hort.net Seasonal photo, (c) 2006 Christopher P. Lindsey, All Rights Reserved: do not copy
articles | gallery of plants | blog | tech blog | plant profiles | patents | mailing lists | top stories | links | shorturl service | tom clothier's archive0
Gallery of Plants
Tech Blog
Plant Profiles
Mailing Lists
    Search ALL lists
    Search help
    Subscription info
Top Stories
sHORTurl service
Tom Clothier's Archive
 Top Stories
New Trillium species discovered

Disease could hit Britain's trees hard

Ten of the best snowdrop cultivars

Plant protein database helps identify plant gene functions

Dendroclimatologists record history through trees

Potato beetle could be thwarted through gene manipulation

Hawaii expands coffee farm quarantine

Study explains flower petal loss

RSS story archive

Re: soil

Diane Frederick

The question is what will the end result be? With clay it will be better.

If you have sandy soil then "working it in" can be very detrimental to
structure of a very sandy soil. Various organisms especially fungus create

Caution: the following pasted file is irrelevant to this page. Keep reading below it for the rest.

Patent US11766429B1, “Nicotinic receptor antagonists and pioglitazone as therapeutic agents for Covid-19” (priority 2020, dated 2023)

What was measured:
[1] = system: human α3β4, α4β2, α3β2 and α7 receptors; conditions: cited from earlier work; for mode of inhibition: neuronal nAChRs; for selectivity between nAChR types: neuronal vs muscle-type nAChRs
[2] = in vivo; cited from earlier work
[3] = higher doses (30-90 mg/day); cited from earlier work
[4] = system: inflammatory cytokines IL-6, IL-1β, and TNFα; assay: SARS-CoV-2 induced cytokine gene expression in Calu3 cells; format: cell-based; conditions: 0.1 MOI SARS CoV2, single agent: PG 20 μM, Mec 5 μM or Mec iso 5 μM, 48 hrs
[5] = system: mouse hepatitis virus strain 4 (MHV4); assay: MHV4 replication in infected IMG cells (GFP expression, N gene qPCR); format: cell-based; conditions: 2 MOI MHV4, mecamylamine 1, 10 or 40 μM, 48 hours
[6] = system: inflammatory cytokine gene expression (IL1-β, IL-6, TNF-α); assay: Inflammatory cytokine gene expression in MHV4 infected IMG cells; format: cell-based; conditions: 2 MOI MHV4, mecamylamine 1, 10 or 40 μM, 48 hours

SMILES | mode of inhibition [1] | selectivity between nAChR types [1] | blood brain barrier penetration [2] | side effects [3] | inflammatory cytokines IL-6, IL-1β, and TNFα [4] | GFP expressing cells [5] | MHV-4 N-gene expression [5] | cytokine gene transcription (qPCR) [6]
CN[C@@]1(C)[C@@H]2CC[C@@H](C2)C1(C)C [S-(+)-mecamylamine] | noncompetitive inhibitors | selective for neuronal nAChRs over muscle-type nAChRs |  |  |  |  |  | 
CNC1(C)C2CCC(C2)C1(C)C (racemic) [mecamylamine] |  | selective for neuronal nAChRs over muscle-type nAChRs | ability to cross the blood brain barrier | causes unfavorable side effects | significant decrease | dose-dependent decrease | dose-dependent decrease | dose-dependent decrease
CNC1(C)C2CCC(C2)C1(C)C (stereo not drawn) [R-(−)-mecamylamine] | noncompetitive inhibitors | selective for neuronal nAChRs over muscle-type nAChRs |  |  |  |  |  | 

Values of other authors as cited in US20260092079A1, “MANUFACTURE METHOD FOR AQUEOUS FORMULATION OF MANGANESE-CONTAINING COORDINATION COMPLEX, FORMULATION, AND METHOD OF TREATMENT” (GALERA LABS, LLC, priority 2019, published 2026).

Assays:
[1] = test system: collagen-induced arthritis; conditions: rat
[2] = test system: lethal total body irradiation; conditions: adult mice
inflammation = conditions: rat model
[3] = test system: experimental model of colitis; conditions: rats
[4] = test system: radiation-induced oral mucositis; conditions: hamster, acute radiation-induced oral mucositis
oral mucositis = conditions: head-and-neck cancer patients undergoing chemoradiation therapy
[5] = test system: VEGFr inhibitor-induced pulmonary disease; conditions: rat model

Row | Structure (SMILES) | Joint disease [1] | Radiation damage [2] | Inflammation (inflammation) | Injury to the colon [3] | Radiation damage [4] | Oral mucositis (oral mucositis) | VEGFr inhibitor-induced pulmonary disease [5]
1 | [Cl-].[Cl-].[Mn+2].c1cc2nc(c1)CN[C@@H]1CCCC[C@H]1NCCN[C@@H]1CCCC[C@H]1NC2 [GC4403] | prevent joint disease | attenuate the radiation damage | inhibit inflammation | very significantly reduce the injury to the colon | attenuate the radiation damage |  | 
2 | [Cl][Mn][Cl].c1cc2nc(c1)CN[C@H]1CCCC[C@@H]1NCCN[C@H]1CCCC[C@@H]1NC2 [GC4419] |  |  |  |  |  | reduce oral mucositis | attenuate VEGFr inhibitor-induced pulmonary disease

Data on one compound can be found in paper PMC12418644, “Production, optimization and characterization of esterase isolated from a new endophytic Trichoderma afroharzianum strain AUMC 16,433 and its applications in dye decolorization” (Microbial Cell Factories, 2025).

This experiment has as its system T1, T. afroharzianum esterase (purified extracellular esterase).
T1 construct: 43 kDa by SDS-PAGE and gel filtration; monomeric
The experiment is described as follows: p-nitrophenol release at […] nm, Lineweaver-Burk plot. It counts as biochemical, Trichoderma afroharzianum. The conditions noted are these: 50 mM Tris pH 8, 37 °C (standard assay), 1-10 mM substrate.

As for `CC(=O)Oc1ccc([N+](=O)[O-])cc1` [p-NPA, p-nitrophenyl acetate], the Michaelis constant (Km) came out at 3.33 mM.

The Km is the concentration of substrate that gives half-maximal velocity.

a sticky substance that binds sandy soil together and helps it hold what
little moisture and nutrients it can hold. Tearing up the natural structure
with a roto-tiller or the more compulsive double digging is the worse thing
you could do. I am clearly saying that amending by mixing things with soil
does not agree with recent research in agronomy.

The best way to amend both sandy and clay soil is organic matter on the
surface and let these organisms do their work. If you have sandy soil then
adding a bit of clay with the organic matter will furnish some of the micro
nutrients often missing in sandy soil. The addition of clay can not be done
in a hurry because it will wash right on through. A simple formula is
thoroughly wet some humus then mix clay dust until each little particle of
humus appears to be coated with this dust, then surface apply.

>At my old house, I had both sand and clay in different parts of the
>yard. As for being able to amend one or the other easier, I'd take sand,
>anyday! At least I could dig it, and it didn't become hard as a rock
>when it dried out. I was still able to work in it when I had dry
>conditions.  Can't say that when you have clods of clay that should only
>be used for pottery.
Butch Ragland So. Indiana zone 5

"Conflict is as addictive as nicotine, alcohol, drugs, etc.
I'm sorry to report that cooperation is not."
To sign-off this list, send email to majordomo@mallorn.com with the

 © 1995-2017 Mallorn Computing, Inc.All Rights Reserved.
Our Privacy Statement
Other Mailing lists | Author Index | Date Index | Subject Index | Thread Index